Outcry erupts in Egypt over imported chocolate containing poppy
An Egyptian member of parliament called on Ali Moselhi, the minister of supply and internal trade, on Tuesday to launch an immediate investigation into brands of imported chocolate available in the market that reportedly contain poppy.
In her motion addressed to parliament speaker Hanafi El-Gebali, MP Amal Abdel-Hamid said that the brands in question were being sold to adults and children alike, and alleged the poppy used may cause them to be addicted, local privately-owned daily Al-Masry Al-Youm reported on its news portal.
The outcry began on Monday after a former president of Cairo University Gaber Nassar posted on his Facebook page that he personally knew a number of people, whose jobs required them to take an unplanned drug test, had tested positive for opium, "even though they were not even smokers."
"These people hold sensitive positions….and they may lose their jobs because of this," he wrote.
"By coincidence, I discovered that in major markets…there are chocolate brands that include a considerable amount of poppy, which is legal in the US and in most European countries, but having them [in Egypt] is considered a crime," Nassar added.
It should be noted that poppy seeds are commonly used in dessert and cooking, while a particularly variety of the poppy plant is used to make opium. Eating poppy seeds commonly does induce false-positive results for opium during drug tests up to 60 hours after consumption.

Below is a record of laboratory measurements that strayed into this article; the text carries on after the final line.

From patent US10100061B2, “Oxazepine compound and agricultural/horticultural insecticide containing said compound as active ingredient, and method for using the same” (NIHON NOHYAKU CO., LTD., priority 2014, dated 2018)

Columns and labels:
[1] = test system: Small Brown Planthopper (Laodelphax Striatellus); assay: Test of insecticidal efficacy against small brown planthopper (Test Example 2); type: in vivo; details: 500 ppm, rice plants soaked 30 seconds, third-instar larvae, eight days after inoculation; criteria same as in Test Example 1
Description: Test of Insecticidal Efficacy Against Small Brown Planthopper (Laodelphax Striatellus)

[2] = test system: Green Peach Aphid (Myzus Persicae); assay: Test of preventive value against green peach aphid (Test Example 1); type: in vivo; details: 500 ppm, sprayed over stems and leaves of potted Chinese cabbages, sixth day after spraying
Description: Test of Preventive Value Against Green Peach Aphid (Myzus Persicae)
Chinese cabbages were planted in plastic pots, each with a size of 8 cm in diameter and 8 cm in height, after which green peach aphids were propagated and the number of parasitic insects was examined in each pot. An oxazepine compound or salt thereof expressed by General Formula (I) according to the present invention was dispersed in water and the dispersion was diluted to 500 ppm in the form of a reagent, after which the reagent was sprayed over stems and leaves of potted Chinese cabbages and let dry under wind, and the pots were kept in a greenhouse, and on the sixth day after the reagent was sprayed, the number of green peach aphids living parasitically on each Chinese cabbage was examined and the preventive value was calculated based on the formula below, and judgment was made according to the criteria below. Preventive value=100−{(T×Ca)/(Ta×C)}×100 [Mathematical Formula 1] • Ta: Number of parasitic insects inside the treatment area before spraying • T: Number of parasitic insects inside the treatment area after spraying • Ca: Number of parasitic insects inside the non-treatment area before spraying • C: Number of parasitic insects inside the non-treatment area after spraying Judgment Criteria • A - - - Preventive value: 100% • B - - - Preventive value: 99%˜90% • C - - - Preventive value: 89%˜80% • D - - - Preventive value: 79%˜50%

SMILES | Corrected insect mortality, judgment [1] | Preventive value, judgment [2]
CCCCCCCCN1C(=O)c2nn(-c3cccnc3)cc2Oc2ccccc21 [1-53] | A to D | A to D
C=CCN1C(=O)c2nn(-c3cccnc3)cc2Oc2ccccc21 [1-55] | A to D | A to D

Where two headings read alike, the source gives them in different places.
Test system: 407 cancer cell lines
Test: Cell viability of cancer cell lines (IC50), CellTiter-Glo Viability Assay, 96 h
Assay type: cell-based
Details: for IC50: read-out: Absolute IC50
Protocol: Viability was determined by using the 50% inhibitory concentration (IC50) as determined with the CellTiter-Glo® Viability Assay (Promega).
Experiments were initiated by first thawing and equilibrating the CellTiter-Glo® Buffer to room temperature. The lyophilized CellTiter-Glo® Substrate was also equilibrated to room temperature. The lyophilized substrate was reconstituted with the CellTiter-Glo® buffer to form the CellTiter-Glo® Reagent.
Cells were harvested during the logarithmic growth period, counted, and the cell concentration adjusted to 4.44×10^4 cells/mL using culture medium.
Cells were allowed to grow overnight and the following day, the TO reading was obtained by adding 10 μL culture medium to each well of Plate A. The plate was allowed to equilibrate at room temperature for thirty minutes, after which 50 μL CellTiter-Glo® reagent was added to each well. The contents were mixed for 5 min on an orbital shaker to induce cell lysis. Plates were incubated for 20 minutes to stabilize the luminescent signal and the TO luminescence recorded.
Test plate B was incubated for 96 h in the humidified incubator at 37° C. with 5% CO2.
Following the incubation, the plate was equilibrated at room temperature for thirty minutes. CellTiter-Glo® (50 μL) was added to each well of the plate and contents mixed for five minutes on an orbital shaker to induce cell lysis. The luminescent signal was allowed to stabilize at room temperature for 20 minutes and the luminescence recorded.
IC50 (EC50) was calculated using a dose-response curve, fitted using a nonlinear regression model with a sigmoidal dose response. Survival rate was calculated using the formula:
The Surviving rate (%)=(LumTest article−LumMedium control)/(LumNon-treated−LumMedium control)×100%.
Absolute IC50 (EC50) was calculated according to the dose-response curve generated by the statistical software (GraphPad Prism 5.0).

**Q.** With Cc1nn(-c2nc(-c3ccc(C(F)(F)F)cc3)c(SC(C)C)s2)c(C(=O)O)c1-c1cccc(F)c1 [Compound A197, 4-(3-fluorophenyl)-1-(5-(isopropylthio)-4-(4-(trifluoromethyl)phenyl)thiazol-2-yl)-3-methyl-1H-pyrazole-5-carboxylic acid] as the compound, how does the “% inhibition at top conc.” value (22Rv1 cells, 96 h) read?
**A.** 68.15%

Meanwhile, Al-Masry Al-Youm, citing an unnamed security source, also reported on Monday that samples had been collected for testing of the chocolate.
Nevertheless, a source inside the state-run "Addiction Treatment and Drug Abuse Fund" told The New Arab, on condition of anonymity for security reasons that "out of about 140,000 addicts supported by our organisation, not one case of addiction based off this food has ever been witnessed."
In a screenshot taken of one of the chocolate brands that Nassar posted, it is written that the amount of poppy it contains is 2.3%, while alleging that this is highly addictive.
"This percentage is very unlikely to cause addiction unless the person consumes a specific version and a huge amount," Dr Mohamed Zohdy, a psychiatrist specialised in treating drug addiction, told The New Arab.